Weaver: My current experience is that most financing is through regional or local community banks that have a current banking relationship with the potential buyer. However, there appears to be some funding available through national contacts. An example of a current loan quote I have recently reviewed was a 6.8 percent fixed for five years, based on 67 percent LTV. For a three-year fixed product, the rate was slightly below 6 percent with the LTV up to 70 percent.
There is controversy about self-storage being a recession-proof business. What is your experience as to changes in rental rate, concessions, overall occupancies and turnovers?
Barnes: Recession-proof is not the best way to describe self-storage; I would classify it more as recession-resistant. Self-storage has not been as widely affected by past recessions as the retail sector has been. Overall, rental rates have decreased some while rental concessions have increased. This is due to the economy as well as overbuilding in some markets. Though some facilities might be able to sustain their occupancy by increasing concessions, the financial occupancy has declined somewhat.
Eisenman: Occupancies have softened in some areas by as much as 15 percent, but most are seeing a reduction of around 5 percent. While self-storage is performing better than other commercial real estate segments, it reflects the overall weakness in the housing market and general economy. While the days of being recession-proof may be over (if they ever existed), it still appears self-storage is weathering this “perfect economic storm” without the damage other real estate and businesses are experiencing.
Riggs: There is a consensus that we now know: Self-storage is not recession-proof. While we can expect occupancy rates to track the economy to some degree, what was not anticipated is the impact of lending completely shutting down. So even if we have motivated sellers and qualified buyers, the hoops these buyers must jump through and the LTV requirements have proven to be prohibitive. Move-outs and late payments are on the rise making 2008’s net operating income (NOI) and values plunge. Rental rates are stable, but concessions are common, which is not what a new lender wants to see.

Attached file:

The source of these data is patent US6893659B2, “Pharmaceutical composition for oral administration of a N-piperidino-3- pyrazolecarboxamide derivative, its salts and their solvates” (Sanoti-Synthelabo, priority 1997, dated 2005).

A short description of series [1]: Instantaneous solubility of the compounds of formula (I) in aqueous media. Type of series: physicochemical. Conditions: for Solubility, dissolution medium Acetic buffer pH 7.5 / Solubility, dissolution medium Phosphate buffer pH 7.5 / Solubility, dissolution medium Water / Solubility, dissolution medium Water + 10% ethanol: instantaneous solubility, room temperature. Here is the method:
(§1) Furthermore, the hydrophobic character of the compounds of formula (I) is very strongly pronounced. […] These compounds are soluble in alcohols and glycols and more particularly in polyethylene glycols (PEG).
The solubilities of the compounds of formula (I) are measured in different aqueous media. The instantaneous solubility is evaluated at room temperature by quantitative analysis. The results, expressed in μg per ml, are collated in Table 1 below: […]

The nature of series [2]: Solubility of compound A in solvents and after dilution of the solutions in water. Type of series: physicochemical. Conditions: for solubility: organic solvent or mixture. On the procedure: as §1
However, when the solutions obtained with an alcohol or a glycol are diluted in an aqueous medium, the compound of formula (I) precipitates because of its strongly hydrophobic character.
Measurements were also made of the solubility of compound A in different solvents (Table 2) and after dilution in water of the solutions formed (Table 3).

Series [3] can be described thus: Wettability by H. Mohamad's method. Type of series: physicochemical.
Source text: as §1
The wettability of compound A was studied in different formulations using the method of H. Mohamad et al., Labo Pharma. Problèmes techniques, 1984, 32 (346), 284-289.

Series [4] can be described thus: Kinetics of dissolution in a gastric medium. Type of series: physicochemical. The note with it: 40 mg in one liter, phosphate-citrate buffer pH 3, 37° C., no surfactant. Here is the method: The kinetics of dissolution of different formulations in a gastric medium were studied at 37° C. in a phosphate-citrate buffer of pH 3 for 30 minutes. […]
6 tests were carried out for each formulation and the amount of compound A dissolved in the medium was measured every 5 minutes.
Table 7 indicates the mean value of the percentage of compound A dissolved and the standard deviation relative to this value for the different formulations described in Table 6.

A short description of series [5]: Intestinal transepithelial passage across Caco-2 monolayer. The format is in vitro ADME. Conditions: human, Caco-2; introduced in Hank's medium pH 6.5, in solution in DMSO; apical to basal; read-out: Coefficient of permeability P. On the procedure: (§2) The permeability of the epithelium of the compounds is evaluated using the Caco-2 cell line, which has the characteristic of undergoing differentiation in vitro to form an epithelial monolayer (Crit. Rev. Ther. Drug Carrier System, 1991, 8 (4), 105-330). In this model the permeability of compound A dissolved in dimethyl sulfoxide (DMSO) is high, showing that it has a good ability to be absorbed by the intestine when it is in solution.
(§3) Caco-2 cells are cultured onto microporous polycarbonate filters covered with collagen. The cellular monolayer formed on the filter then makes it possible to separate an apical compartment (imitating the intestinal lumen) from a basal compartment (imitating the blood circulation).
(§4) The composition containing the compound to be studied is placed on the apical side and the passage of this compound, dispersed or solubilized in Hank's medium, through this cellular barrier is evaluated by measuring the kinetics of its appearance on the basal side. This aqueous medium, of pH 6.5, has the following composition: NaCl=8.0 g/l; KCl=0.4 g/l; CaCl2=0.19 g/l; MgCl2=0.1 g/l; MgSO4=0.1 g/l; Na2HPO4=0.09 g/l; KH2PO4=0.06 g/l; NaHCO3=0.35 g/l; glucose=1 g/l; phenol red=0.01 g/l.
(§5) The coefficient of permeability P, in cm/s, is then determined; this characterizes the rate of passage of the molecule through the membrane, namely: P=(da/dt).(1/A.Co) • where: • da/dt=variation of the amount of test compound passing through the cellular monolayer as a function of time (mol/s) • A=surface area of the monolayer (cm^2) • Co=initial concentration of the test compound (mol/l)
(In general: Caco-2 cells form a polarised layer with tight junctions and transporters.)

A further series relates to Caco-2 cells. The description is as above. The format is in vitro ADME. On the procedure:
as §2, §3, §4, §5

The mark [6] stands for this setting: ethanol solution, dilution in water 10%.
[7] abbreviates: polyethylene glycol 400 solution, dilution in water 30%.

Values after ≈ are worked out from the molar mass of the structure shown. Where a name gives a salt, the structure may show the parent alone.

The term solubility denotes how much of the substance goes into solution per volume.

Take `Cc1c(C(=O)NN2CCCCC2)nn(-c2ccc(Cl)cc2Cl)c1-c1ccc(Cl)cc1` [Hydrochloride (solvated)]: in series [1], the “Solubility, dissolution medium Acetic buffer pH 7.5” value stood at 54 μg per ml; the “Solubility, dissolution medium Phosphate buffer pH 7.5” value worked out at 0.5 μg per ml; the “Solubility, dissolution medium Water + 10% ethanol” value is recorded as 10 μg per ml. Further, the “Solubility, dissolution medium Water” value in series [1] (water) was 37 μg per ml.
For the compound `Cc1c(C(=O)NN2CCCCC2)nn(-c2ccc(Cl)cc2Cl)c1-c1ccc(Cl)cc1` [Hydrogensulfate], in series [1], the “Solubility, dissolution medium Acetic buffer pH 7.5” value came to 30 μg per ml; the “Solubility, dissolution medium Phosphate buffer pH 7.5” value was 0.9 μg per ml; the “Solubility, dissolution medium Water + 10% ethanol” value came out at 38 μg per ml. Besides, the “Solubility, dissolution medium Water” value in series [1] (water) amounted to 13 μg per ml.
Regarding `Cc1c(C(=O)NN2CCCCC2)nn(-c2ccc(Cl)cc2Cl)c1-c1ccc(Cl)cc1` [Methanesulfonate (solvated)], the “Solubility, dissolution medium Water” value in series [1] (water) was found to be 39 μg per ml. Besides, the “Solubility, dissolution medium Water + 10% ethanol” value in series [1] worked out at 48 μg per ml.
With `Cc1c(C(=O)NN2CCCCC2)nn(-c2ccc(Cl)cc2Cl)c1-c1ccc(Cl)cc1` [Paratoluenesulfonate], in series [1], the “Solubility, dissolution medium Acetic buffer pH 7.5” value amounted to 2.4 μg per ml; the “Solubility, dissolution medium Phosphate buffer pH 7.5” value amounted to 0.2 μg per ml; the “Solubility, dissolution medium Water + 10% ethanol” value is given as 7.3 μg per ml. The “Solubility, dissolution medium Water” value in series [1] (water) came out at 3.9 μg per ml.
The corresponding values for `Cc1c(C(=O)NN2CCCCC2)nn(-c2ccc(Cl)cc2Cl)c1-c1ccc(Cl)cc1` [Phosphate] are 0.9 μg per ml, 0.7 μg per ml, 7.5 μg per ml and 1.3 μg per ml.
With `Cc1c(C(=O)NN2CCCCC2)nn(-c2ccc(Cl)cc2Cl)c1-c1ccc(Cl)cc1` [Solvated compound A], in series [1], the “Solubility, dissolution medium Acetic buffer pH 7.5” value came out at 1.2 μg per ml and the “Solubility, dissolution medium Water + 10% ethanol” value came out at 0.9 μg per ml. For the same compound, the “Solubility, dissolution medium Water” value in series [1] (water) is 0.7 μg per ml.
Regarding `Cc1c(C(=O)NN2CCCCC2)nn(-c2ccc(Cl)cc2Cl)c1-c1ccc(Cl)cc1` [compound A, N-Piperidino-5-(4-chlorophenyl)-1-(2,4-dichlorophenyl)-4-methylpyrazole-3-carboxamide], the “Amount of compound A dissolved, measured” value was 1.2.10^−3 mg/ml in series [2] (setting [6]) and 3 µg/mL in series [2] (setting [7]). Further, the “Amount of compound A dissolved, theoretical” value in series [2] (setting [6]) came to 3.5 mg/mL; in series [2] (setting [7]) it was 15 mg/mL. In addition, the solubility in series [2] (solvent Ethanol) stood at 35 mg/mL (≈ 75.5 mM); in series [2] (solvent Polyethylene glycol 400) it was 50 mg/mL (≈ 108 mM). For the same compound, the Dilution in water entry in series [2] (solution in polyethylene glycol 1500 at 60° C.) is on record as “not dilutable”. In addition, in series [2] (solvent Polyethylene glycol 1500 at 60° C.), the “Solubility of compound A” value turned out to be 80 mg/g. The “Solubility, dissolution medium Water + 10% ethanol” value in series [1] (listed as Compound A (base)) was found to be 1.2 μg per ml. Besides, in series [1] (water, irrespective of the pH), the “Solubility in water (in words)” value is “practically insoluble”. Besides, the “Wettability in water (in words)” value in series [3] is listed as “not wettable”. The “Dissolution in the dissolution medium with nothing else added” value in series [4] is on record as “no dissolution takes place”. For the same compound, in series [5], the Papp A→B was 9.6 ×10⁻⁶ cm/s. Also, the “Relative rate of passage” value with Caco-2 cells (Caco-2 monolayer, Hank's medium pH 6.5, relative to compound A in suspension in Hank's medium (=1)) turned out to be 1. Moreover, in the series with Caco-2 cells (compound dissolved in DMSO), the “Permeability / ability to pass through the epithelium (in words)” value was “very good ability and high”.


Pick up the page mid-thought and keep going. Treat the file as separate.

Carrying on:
Many small communities are one or two industry towns, so it doesn’t take much to change the game. In Virginia and Maryland, new facilities and expansions that were planned are now on hold or some newly acquired vacant properties are back on the market. What’s interesting is that vehicle storage is doing well and is increasing in many areas.
Weaver: Recent experience would indicate that self-storage is not recession-proof. The downturn in the housing market has had a definite negative impact on self-storage facilities, especially in the smaller cities. For urban, well-located, established properties, there has been some drop in the occupancy of 5 percent to 10 percent. There is a definite indication that some renters are seeking to move out of their storage units to eliminate costs. I have not noticed a decrease in rental rates in North Florida, but owners are definitely being more creative in their concessions.